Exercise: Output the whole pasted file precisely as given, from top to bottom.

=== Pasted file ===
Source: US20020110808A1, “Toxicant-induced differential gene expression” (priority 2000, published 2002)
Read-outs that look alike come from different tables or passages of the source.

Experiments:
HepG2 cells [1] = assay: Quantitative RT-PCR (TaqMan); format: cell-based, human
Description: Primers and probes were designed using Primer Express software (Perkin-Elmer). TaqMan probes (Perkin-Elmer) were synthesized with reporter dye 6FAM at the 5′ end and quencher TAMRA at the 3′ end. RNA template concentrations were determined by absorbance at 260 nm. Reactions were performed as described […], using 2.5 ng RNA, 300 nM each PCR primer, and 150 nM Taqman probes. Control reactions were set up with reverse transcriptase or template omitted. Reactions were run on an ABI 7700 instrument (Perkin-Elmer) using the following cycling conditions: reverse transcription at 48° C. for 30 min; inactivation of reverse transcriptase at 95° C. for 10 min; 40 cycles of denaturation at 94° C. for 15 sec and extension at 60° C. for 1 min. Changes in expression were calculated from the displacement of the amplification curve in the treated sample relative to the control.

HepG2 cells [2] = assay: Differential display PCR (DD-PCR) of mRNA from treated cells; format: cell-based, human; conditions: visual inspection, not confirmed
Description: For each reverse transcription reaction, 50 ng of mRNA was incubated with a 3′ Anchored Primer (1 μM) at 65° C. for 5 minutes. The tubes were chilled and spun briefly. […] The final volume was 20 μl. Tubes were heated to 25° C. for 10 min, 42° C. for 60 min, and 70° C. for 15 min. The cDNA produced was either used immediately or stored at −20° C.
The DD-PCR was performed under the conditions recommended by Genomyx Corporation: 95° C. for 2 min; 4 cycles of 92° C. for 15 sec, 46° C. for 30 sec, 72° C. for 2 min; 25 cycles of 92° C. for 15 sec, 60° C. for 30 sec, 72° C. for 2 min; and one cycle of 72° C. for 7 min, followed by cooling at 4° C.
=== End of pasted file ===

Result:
Source: US20020110808A1, “Toxicant-induced differential gene expression” (priority 2000, published 2002)
Read-outs that look alike come from different tables or passages of the source.

Experiments:
HepG2 cells [1] = assay: Quantitative RT-PCR (TaqMan); format: cell-based, human
Description: Primers and probes were designed using Primer Express software (Perkin-Elmer). TaqMan probes (Perkin-Elmer) were synthesized with reporter dye 6FAM at the 5′ end and quencher TAMRA at the 3′ end. RNA template concentrations were determined by absorbance at 260 nm. Reactions were performed as described […], using 2.5 ng RNA, 300 nM each PCR primer, and 150 nM Taqman probes. Control reactions were set up with reverse transcriptase or template omitted. Reactions were run on an ABI 7700 instrument (Perkin-Elmer) using the following cycling conditions: reverse transcription at 48° C. for 30 min; inactivation of reverse transcriptase at 95° C. for 10 min; 40 cycles of denaturation at 94° C. for 15 sec and extension at 60° C. for 1 min. Changes in expression were calculated from the displacement of the amplification curve in the treated sample relative to the control.

HepG2 cells [2] = assay: Differential display PCR (DD-PCR) of mRNA from treated cells; format: cell-based, human; conditions: visual inspection, not confirmed
Description: For each reverse transcription reaction, 50 ng of mRNA was incubated with a 3′ Anchored Primer (1 μM) at 65° C. for 5 minutes. The tubes were chilled and spun briefly. […] The final volume was 20 μl. Tubes were heated to 25° C. for 10 min, 42° C. for 60 min, and 70° C. for 15 min. The cDNA produced was either used immediately or stored at −20° C.
The DD-PCR was performed under the conditions recommended by Genomyx Corporation: 95° C. for 2 min; 4 cycles of 92° C. for 15 sec, 46° C. for 30 sec, 72° C. for 2 min; 25 cycles of 92° C. for 15 sec, 60° C. for 30 sec, 72° C. for 2 min; and one cycle of 72° C. for 7 min, followed by cooling at 4° C.